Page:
Common Job Hunting Mistakes

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Madison Schacht headshot.
Madison Schacht
Manager of Talent Acquisition
February 12, 2018

We’re all human. No one is perfect, but when you are job searching it’s not the time to make mistakes.  We get it, mistakes happen, but be aware of what they are so you can minimize the chances that you’ll make these common mistakes.  Or another way to ensure you don’t fall into these pitfalls?  Call That’s Good HR!  Our recruiters are pros at this!

Watch for spelling errors on your resume. Nothing irks a hiring manager more than a candidate claiming to be detail-oriented and there being a big, glaring spelling error or typo on your resume.  And yes, grammar matters too.  Avoid this pitfall by having friends and your TGHR recruiter review your resume.

Address your cover letter to the correct person and company.  We said nothing irks a hiring manager more than a spelling error, right? We’ll this might be a close second or even tie for first.  If your search requires you send a cover letter, avoid this mistake by personalizing each cover letter including the name, address and salutation.  Use the “search and find” feature in Word to help you out.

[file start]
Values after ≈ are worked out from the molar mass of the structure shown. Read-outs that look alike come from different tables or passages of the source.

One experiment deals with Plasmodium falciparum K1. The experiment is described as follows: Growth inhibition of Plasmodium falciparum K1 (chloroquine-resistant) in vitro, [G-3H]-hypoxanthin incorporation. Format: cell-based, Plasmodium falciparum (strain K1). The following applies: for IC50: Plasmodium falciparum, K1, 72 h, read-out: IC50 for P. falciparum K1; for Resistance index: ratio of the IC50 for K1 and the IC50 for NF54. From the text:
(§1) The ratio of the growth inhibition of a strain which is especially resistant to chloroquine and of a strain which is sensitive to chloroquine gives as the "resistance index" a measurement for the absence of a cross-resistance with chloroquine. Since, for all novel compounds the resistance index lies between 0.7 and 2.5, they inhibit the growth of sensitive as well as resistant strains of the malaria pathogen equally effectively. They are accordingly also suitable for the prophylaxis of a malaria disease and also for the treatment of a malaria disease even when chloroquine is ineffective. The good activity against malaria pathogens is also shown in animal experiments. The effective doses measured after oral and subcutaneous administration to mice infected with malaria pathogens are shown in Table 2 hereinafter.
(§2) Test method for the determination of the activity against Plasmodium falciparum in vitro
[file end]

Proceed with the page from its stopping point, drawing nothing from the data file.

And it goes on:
Don’t surprise your references. Make sure anyone you are listing as a job reference knows where and when you are applying.  It also helps to email the reference the job description so they can speak to your specific strengths when the time comes. All it takes to avoid this misstep is a simple heads up.

Be open to networking opportunities.  Networking is key in today’s job search.  Make sure to take advantage of opportunities to meet other professionals, you don’t know where it may lead.  Don’t have invitations flooding your inbox?  Remedy this issue by connecting and reaching out to people on tools like LinkedIn.  And while you’re online make sure your profile is up-to-date and error free.

Focus, grasshopper. Don’t send your resume blindly to positions that do not match your experience without providing an explanation.  You’ll waste your time and the hiring managers.  If you want to change course in your career, start by getting the necessary skills or certifications first.  When you meet with your TGHR recruiter be open and honest about your career goals.

With some targeted emails, spell check, and That’s Good HR,  you can avoid these pitfalls and land your next gig.